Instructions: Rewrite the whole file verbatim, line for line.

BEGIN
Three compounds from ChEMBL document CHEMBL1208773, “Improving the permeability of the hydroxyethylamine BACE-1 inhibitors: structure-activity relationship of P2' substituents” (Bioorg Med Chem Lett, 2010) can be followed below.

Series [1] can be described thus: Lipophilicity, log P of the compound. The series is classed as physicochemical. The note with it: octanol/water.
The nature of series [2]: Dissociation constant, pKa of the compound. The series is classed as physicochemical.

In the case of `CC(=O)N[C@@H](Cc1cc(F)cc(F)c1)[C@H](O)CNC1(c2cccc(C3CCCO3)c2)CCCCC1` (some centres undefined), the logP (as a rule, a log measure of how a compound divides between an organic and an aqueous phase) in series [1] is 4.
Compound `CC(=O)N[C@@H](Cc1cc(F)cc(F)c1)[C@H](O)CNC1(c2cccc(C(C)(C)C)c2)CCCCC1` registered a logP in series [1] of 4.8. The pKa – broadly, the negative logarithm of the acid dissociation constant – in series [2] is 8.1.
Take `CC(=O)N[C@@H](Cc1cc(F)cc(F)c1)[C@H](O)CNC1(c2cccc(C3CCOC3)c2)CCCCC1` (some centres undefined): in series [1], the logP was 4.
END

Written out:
Three compounds from ChEMBL document CHEMBL1208773, “Improving the permeability of the hydroxyethylamine BACE-1 inhibitors: structure-activity relationship of P2' substituents” (Bioorg Med Chem Lett, 2010) can be followed below.

Series [1] can be described thus: Lipophilicity, log P of the compound. The series is classed as physicochemical. The note with it: octanol/water.
The nature of series [2]: Dissociation constant, pKa of the compound. The series is classed as physicochemical.

In the case of `CC(=O)N[C@@H](Cc1cc(F)cc(F)c1)[C@H](O)CNC1(c2cccc(C3CCCO3)c2)CCCCC1` (some centres undefined), the logP (as a rule, a log measure of how a compound divides between an organic and an aqueous phase) in series [1] is 4.
Compound `CC(=O)N[C@@H](Cc1cc(F)cc(F)c1)[C@H](O)CNC1(c2cccc(C(C)(C)C)c2)CCCCC1` registered a logP in series [1] of 4.8. The pKa – broadly, the negative logarithm of the acid dissociation constant – in series [2] is 8.1.
Take `CC(=O)N[C@@H](Cc1cc(F)cc(F)c1)[C@H](O)CNC1(c2cccc(C3CCOC3)c2)CCCCC1` (some centres undefined): in series [1], the logP was 4.